Hymns57 is the recording and performance project of Ontario-based musician Steven De Taeye. Primarily focusing on electric guitar and a vast array of effects pedals to create his music, Steve also experiments with field recording and found sound from a variety of sources. The music of Hymns57 emerges from a very physical and tangible approach incorporating tape as a recording and production tool, creating a sense of warmth and depth that has helped to establish a recognisable style. After appearing on both Vol. 2&3 samplers, Hymns57 – ‘Slö Tungg’ (RTR029) will be released on Rusted Tone Recordings this coming Monday alongside ‘Blank Polaroids’ (RTR030) by Mi Cosa de Resistance. In addition to recording and releasing music as Hymns57, Steve makes up one half of the duo (ph)authers alongside fell Ontario musician, Jamie Jones (Fossil Hunting Collective) and runs the radio show and record label, Aural Tethers.
In this feature Steve talks about his introduction to ambient music, sheds a little light into his creative process, shares a wealth of new music recommendations and discusses everything that is great about the cassette tape.
How did you first get introduced to ambient/drone/experimental music?
I remember the first album, the one that was the key-holder for me. It was Tomorrowland – ‘Sequence of the Negative Space Changes’. The whole album is done with guitars and loops and some minimal percussive elements. But it was the record that lead me to Slowdive’s Pygmalion and Boards of Canada. Spending time in my youth combing through labels’ discography. Like Kranky and Constellation, Warp and Ninja Tune. The idea of found sound and field recording being incorporated into compositions became appealing. It was something I was hearing in many of the releases I was discovering. I sort of hung out in that terrain till about somewhere in my latter 20’s and I began experimenting more as a musician, outside of band contexts myself. Discovering artists like Aidan Baker and solo Lee Ranaldo work.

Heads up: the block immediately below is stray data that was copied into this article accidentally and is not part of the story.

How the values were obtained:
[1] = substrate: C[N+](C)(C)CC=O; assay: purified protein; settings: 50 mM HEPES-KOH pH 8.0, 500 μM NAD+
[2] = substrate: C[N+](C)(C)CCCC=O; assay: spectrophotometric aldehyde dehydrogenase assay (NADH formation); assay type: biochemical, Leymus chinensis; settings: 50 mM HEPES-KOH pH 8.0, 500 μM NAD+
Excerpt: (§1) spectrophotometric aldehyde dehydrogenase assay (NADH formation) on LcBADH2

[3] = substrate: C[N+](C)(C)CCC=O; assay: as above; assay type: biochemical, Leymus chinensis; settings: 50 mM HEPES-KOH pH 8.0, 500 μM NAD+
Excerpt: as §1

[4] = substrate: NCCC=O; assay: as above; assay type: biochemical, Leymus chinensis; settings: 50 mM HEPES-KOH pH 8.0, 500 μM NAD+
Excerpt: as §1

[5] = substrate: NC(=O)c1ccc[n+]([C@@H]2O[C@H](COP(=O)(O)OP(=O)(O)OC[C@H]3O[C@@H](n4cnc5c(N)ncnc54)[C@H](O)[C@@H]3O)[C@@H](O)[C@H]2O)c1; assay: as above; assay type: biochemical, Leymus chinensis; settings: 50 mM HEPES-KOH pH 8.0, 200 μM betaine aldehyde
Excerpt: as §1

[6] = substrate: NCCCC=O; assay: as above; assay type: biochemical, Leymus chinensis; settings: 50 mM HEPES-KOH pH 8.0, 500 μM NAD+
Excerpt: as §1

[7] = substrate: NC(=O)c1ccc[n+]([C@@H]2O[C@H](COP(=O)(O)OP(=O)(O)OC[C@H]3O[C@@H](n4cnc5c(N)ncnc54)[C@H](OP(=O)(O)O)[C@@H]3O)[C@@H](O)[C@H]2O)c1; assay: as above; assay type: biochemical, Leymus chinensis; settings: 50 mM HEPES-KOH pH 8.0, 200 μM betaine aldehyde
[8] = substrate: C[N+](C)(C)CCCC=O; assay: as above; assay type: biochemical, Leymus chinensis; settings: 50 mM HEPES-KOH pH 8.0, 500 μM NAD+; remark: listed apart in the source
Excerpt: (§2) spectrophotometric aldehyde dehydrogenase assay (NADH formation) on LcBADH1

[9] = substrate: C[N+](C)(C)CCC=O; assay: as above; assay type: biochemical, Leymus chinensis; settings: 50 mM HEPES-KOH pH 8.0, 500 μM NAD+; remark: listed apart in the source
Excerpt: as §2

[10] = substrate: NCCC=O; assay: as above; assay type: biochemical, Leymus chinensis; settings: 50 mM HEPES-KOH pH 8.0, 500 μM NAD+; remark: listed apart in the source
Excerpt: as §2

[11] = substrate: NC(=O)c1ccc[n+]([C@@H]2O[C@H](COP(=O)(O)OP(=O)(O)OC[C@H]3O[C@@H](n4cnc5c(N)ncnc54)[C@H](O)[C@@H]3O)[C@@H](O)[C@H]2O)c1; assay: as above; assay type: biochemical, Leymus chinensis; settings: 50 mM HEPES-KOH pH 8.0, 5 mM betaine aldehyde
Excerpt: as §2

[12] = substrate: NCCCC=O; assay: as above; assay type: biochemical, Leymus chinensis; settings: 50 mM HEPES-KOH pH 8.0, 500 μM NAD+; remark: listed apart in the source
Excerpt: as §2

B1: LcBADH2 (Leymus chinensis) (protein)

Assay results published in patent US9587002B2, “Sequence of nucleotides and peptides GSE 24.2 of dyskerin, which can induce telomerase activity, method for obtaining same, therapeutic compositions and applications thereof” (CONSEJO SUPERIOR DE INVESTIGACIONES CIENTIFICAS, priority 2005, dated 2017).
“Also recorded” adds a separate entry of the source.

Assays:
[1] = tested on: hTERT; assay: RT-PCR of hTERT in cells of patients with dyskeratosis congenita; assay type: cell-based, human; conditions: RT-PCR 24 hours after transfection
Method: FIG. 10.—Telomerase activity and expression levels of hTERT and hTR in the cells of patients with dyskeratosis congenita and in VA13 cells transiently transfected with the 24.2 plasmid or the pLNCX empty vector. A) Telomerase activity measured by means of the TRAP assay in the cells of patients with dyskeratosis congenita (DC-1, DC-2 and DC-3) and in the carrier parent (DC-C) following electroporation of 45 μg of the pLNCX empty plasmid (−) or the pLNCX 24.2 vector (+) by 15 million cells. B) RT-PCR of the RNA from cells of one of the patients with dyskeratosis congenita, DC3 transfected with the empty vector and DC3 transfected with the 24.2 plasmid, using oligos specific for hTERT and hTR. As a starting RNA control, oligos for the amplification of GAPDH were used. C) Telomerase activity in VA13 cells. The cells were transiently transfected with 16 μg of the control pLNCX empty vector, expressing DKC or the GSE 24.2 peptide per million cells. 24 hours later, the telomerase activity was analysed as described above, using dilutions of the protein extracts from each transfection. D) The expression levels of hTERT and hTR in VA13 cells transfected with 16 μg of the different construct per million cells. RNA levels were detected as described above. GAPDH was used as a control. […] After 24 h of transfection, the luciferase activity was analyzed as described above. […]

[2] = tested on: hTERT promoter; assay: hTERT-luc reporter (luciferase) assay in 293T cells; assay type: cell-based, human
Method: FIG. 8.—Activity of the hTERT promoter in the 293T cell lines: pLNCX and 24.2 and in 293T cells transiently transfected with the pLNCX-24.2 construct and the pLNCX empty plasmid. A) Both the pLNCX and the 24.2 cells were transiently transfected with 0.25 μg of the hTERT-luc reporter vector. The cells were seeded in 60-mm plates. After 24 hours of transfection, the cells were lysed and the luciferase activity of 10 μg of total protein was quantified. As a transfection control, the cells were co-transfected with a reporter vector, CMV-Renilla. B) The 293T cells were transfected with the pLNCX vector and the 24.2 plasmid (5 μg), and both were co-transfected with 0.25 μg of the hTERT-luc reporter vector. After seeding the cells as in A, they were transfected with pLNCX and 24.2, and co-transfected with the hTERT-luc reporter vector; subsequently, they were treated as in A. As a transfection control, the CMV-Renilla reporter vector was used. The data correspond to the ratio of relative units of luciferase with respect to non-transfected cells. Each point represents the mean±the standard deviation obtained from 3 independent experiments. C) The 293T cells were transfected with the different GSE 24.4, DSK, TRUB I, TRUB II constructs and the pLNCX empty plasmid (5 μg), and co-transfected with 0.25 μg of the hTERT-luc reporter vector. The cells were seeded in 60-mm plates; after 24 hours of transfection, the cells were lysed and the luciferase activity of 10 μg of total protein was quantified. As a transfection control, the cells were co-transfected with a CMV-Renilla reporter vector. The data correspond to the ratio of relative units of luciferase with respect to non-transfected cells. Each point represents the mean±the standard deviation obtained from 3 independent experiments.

What inspires you to create a new body of work?
There’s always more than one thing at play often. Quite often, it’s my mood towards a few sketch ideas. I try to keep myself open and aware, hopefully I’ll stumble upon something, that perhaps creates a spark. Normally creating music is just my means of expression. A way to exercise my mental health. I started the Hymns57 project as a place for myself to decompress when I felt I needed alone time to unpack things in my mind or to navigate certain emotional struggles. Sometimes it’s just basic, like getting a new pedal or a new piece of gear and that’ll be enough to spawn something worth chasing. I like the idea of being able to experience my day and trying in the evening to convey it all sonically.
How do you approach working on a new release?
That’s an ever-evolving practice and I really like that it is. I spend most nights in my studio searching for sound. My wife and kids are all in bed and it’s the time of day where I can focus or test out ideas. I could be playing guitar or keys or synths. So, over the course of, say a month, I’ve collected a good pile of ideas, some more realized than others of course. I’ll then attempt to categorize them into sets of things that seem to fit together and flow. I won’t necessarily focus directly on one particular batch, but this helps me see which things are worth fleshing out further. Now I can start to see what tracks fit where like a puzzle and an album starts to form. I record mostly to quarter inch tape, reel to reel. I’ll play the pieces back into my DAW. Recording the sections is one thing, performing them with tape, in real time and with pedals attached to tell the tape machines is where the fun is for me.